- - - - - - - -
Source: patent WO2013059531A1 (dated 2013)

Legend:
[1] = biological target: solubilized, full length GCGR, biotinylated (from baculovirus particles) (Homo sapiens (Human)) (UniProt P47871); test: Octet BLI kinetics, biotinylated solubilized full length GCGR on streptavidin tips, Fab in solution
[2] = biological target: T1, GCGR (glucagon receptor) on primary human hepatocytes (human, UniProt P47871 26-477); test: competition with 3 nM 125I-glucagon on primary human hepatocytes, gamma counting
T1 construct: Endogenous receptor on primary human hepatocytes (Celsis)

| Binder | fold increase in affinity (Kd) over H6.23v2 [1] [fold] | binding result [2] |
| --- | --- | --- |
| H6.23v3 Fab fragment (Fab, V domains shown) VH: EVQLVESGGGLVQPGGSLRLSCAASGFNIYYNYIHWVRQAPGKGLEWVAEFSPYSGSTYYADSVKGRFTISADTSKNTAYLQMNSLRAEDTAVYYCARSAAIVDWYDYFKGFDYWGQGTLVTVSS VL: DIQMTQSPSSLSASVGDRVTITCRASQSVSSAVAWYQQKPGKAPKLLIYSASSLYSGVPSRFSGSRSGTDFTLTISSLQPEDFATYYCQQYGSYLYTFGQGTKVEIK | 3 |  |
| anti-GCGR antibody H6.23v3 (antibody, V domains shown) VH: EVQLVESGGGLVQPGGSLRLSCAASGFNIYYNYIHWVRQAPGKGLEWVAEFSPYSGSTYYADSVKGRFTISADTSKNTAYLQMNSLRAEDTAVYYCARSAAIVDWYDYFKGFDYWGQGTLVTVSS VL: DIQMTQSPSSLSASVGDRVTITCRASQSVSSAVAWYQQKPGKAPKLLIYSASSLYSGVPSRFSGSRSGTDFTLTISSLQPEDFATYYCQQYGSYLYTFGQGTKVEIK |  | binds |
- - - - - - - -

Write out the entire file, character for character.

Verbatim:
Source: patent WO2013059531A1 (dated 2013)

Legend:
[1] = biological target: solubilized, full length GCGR, biotinylated (from baculovirus particles) (Homo sapiens (Human)) (UniProt P47871); test: Octet BLI kinetics, biotinylated solubilized full length GCGR on streptavidin tips, Fab in solution
[2] = biological target: T1, GCGR (glucagon receptor) on primary human hepatocytes (human, UniProt P47871 26-477); test: competition with 3 nM 125I-glucagon on primary human hepatocytes, gamma counting
T1 construct: Endogenous receptor on primary human hepatocytes (Celsis)

| Binder | fold increase in affinity (Kd) over H6.23v2 [1] [fold] | binding result [2] |
| --- | --- | --- |
| H6.23v3 Fab fragment (Fab, V domains shown) VH: EVQLVESGGGLVQPGGSLRLSCAASGFNIYYNYIHWVRQAPGKGLEWVAEFSPYSGSTYYADSVKGRFTISADTSKNTAYLQMNSLRAEDTAVYYCARSAAIVDWYDYFKGFDYWGQGTLVTVSS VL: DIQMTQSPSSLSASVGDRVTITCRASQSVSSAVAWYQQKPGKAPKLLIYSASSLYSGVPSRFSGSRSGTDFTLTISSLQPEDFATYYCQQYGSYLYTFGQGTKVEIK | 3 |  |
| anti-GCGR antibody H6.23v3 (antibody, V domains shown) VH: EVQLVESGGGLVQPGGSLRLSCAASGFNIYYNYIHWVRQAPGKGLEWVAEFSPYSGSTYYADSVKGRFTISADTSKNTAYLQMNSLRAEDTAVYYCARSAAIVDWYDYFKGFDYWGQGTLVTVSS VL: DIQMTQSPSSLSASVGDRVTITCRASQSVSSAVAWYQQKPGKAPKLLIYSASSLYSGVPSRFSGSRSGTDFTLTISSLQPEDFATYYCQQYGSYLYTFGQGTKVEIK |  | binds |